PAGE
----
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8. 11. 10 / rosemarried

24 hour dill pickles.

I can’t stop pickling.
No, really, this is my new favorite hobby. Take a delicious vegetable and make it even more delicious by soaking it in vinegar and spices. Genius!

Since I’ve been having so much fun pickling veggies this summer, I knew I need to make the ultimate pickle classic: the dill pickle spear.

I stumbled upon this recipe and I knew that this was the dill pickle recipe I was going to try first. The photos were gorgeous and the recipe looked fresh and simple. So I set about finding some pickling cucumbers (Fred Meyer does not carry them, but Trader Joe’s does. And I was too impatient/craving pickles so I chose not to wait 5 days until the farmer’s market. Don’t judge.)

However, conquering the classic dill pickle spear made me slightly nervous. You see, my husband LOVES dill pickle spears. He even has theories on which brand of pickle spears are the best. He only likes the pickles that come from the refrigerated section and swears that they are crunchier than the sad pickles on the regular old grocery store shelf. He’s really into pickles.

I was worried that mine wouldn’t compare. And while it was my first attempt (and should be granted a small margin for error), I still wanted to make the perfect pickle. I wanted my pickle-enthusiast husband to really, truly love my dill pickle spears. And, guess what? He did love them. And I love them. And everyone who has tried them has loved them (my friend Priscilla requested a jar of these dill pickles for her birthday. They are that good). So, the next time I am at the farmer’s market, I am stocking up on pickling cucumbers. I will forewarn that once you open a jar of these, they disappear quickly. I’d recommend making two jars (or more) at a time. πŸ™‚

24 Hour Dill Pickles (aka refrigerator pickles).
Adapted from Blondies Cakes

4 cups water
1/2 cup white vinegar
2 tbl kosher salt
1 tsp white sugar
4-6 cloves of garlic, sliced thin (or if you’re lazy like me, you’ll just smash them with your knife and throw them in the jar)
5 or 6 pickling cucumber, cut into quarters
1/2 tsp allspices seeds
1/2 tsp black peppercorns
1/2 tsp mustard seeds
6 sprigs fresh dill

Combine water, vinegar, salt, and sugar in a small sauce pan. Bring to a boil, then set aside and let cool.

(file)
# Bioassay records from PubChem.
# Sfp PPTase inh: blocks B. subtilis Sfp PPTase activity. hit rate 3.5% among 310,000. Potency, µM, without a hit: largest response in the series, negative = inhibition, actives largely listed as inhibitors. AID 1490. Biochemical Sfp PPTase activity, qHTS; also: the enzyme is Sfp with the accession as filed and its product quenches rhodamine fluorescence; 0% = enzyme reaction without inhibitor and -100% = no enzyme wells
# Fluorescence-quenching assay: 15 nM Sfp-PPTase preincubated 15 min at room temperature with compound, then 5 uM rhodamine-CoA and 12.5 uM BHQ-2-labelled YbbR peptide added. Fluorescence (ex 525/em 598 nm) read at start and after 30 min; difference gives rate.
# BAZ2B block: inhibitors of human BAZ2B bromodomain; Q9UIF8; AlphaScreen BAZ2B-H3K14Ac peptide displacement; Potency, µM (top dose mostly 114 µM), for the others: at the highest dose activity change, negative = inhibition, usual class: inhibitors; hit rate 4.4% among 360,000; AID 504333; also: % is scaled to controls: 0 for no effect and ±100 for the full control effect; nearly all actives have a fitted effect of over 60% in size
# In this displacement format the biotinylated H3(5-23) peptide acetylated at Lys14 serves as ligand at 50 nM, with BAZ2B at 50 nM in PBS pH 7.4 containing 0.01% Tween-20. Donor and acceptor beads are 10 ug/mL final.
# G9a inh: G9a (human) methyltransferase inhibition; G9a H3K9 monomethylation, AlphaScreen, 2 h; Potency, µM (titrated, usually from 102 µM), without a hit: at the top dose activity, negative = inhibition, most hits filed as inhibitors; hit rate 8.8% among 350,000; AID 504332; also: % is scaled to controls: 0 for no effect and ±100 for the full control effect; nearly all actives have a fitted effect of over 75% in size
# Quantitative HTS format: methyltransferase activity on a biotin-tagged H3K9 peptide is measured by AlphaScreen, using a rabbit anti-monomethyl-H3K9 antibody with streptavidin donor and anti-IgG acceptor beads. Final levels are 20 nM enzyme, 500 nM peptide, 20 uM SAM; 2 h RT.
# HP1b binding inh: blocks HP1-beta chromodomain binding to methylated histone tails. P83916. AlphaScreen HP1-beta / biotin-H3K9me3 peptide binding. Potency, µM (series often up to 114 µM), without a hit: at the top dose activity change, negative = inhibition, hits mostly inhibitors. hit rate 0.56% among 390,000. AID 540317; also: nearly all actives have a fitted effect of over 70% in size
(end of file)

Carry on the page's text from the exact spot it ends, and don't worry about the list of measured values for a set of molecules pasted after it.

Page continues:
Add the mustard seeds, peppercorns and whole allspice to a large mason jar. Pack in as many cucumber spears as will comfortably fit in the jar, and then pack in the dill sprigs and pieces of garlic.

Once the water & vinegar mixture has cooled (i.e. the brine), pour the liquid over the cucumbers in the jar. Seal with a clean lid and refrigerate for at least 24 hours before eating.

14 Comments

Leave a Comment
  1. sarah / Aug 11 2010 5:16 pm

    Yum, I love dill pickles, and surprisingly, they are not available in all the places I lived. Your recipe sounds delicious. I think almost everything you make yourself is better than a processed brand. Don’t tell the hubbies, but there’s no competition, is there?? πŸ™‚

  2. krispindanielle / Aug 12 2010 4:53 pm

    will you make some for krispin’s birthday? he too is obsessed with pickles.

  3. Meg / Aug 20 2010 11:52 am

    Is there any reason why slicing cucumbers wouldn’t work for dilling? We are growing a ton and pickles sound delightful.

  4. rosemarried / Aug 20 2010 11:55 am

    Meg, I don’t see why they wouldn’t work! You may have to cut them a little different to fit in a jar, but I’m quite sure they’d taste the same. I’m also going to try bread & butter pickles soon as well. πŸ™‚

  5. Meg / Sep 12 2010 2:32 pm

    I’m making some this weekend. We arrived home to find giant cucumbers in the garden and although the meat is delish the skin is quite tough…so…pickling sounds like the perfect solution! Thanks for the recipe.

  6. Michele@fitfoodista / Sep 18 2010 3:31 pm

    I hate to admit it now because it’s just gross, but when I was a kid I loved dill pickles enough to drink the juice! As a “grown up”, I’ve been known to spend outrageous money on “designer” pickles sold at our local farmer’s market and have been experimenting lately with making my own. The last I made were bread and butter and were killer on turkey burgers with dijon mustard. This looks like the next recipe in the quest for the perfect pickle. Thanks!

    btw…found your site on Food Buzz – πŸ™‚

  7. Tracy / Oct 29 2010 10:40 am

    They were great – thanks for sharing!

  8. Jenny / Jul 4 2011 5:44 am

    Oh these look good. I am also a pickling fanatic – and I have now made a second batch of your divine pickled carrots…so thanks!

  9. Holly / Oct 17 2011 8:43 am

    My family ate your entire jar of pickles that I swapped with you & now I have the “secret” recipe ready for next year! I kept the brine hoping to add more cucumbers soon. I assume it’s okay to use the brine a few times, right?

    • rosemarried / Oct 18 2011 4:40 pm

      Yes, I reuse the brine all the time! I think it’s better that way πŸ™‚

  10. Cindy DeBoard / Nov 18 2011 9:30 am

    Omg…my family is pickle crazy and we cant keep them in the house, cant wait to try this!!! Maybe I will even try to grow some next year :).

Trackbacks

  1. 2010: a great year. « rosemarried
  2. Spicy Pickled Carrots « rosemarried
  3. This Time Last Year: My Favorite Summer Recipes « rosemarried

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